I admit I wondered several times during Wild Peace, what it might sound like live.
The more and more we go along, we try to sound as much like the record as we can. The title track is really bare and stripped down and we tried to really make use of space in the song…and when we’re live, cool stuff happens. Pete will come up with a really cool drumbeat for it — enough to give it a whole new identity. It’s fun.

So what’s the most fun then? Is it experimenting on stage or futzing on new songs at home?
Every time we play a gig, I spend like, two hours beforehand totally freaking out. I get pretty nervous. Once we’re out there though and playing, I feel just fine. Overall, the best part of being in this band is playing live…We just played the Camden Crawl and I have to say after 18 months of doing this, it was probably our best gig yet.

Oh yeah? Why is that?
The crowd were just really responsive and really into it, and I came away feeling really good. Mixing and figuring out frequencies and all that crap can never compare to that great feeling when you play a gig like that.

Where would your wildest dreams for the band put you in five years time?
I don’t know…The level we aspire to is like…Grizzly Bear, for example. I’ve been listening to them ever since they started and were doing the weirdest stuff on that first record. Five years later they come out with something like Veckitimist and they become big…but not super famous. They can go on TV shows and put out records and do cool stuff, but they’re not having to cater to anybody. I think the ideal thing for us would be to become bigger than we are now but just enough that we could make a living off the band. That would be the best that I could ask for really. If we could do this and not have to worry about paying rent, that would definitely be alright.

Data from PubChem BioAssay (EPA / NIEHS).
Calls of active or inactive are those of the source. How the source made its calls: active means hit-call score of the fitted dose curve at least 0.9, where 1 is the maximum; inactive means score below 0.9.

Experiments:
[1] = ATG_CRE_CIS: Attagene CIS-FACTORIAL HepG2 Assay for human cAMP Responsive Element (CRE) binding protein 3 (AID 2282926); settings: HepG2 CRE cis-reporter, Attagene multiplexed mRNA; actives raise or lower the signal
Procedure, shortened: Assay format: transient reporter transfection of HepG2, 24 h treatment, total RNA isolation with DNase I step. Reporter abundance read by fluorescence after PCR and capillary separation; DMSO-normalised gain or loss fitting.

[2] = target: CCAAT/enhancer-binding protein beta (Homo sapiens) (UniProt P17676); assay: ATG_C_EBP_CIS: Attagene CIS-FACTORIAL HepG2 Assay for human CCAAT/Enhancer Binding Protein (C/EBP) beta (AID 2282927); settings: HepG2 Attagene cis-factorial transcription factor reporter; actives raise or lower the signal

And it’d be nice to have someone else make the band t-shirts too, I suppose.
Uh…(laughs) Definitely. But if you asked me that same question 18 months ago of where we’d like to be in 18 months, I would’ve said to be releasing our first album — and that’s what we’re doing, so I’m happy. We had goals when we started and we’re seeing them happen now, so in five years, if we’re still putting out albums and living off it, then that would be just great.

Wild Peace hits the UK June 25 via No Pain in Pop and North America on the 26th via Slumberland. Keep up to date on all the band’s news at Echo Lake’s official site, Facebook or Bandcamp.

Wild Peace Tracklist
01. Further Down
02. Another Day
03. Wild Peace
04. Even The Blind
05. Monday 5AM
06. Young Silence
07. In Dreams
08. Last Song Of The Year
09. Swimmers
10. Just Kids

Jul 4 – Echo Lake album launch party w/ Evans the Death – The Lexington, London
Jul 8 – Indie Tracks Festival on the Slumberland Records Stage – Ripley, Derbyshire

pixel Echo Lake: Making their own name (and t shirts)